Crimes Not Eligible for Expungement in Ohio

Eligible for Expungement in OhioIn general, there are three convictions than cannot be expunged or sealed from a juvenile record. The three convictions that are part of a lifelong record include rape, murder, and aggravated murder.  In addition, if you were convicted of a crime for which you were required to serve mandatory jail time, regardless of the crime, this conviction cannot be expunged.

First- or second-degree felonies cannot be expunged from the record. Ohio Revised Code, Section 2953.36 lists and references other convictions that cannot be expunged. Violent crimes with first-degree misdemeanor or felony charges cannot be expunged, with the exception of first-degree misdemeanor convictions for inciting to violence (ORC 2917.01), assault (ORC 2903.13), riot (ORC 2917.03), or inducing panic (ORC 2917.31).

Rape, sexual batter, corrupting a minor, gross sexual imposition, sexual imposition, obscenity involving a minor, pornography involving a minor, illegal use of a minor in pornography, and felonious sexual penetration are all convictions that cannot be expunged. In addition when the victim of the offense was under eighteen years of age, these following crimes are also ineligible for expungement:  importuning (inducing a minor to a sexual act) voyeurism, public indecency, compelling prostitution, promoting prostitution, procuring, disseminating matter harmful to juveniles, displaying matter harmful to juveniles, pandering obscenity, or deception to obtain matter harmful to juveniles.

Convictions under Ohio’s Driver’s License Law, Driver’s License Suspension, Cancellation, Revocation, Traffic Laws – Operation of a Motor Vehicle, or Motor Vehicle Crimes, or violations of similar municipal ordinances qualify for an expungement.  But traffic case bail forfeitures cannot be expunged.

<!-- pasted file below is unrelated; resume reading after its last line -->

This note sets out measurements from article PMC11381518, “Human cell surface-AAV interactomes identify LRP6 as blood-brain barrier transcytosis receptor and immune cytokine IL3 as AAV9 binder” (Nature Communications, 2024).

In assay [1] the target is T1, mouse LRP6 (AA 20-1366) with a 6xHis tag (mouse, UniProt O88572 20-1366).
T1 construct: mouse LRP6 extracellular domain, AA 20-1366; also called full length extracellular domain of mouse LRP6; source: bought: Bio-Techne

If you have no more than one felony conviction or no more than one felony conviction and one misdemeanor conviction in Ohio or any other jurisdiction you may have your record expunged.

The court can expunge records five years after they are sealed or when you turn 23, whichever comes first. However, it is important to be aware that the court may require you to apply to have records expunged, and will consider expunging those records if you can satisfy the court that you are rehabilitated and as long as the prosecuting attorney has no objections.  If there are objections, a hearing may be scheduled.  The effect of expunging the record is that the record no longer exists.

Need an Expungement Attorney in Columbus, Ohio?

The mistakes you made when you were younger can provide opportunities for learning valuable, lifelong lessons. But for the sake of your future it is important that you take the steps needed to be sure the record is expunged.  The skilled, trusted legal representation at Probst Law Office offers the help you need to be sure mistakes don’t follow you the rest of your life.  Get the skill and experience that you need and deserve when you hire Michael Probst as your attorney.  Contact Michael today for your free consultation, or call now at 614-349-4196.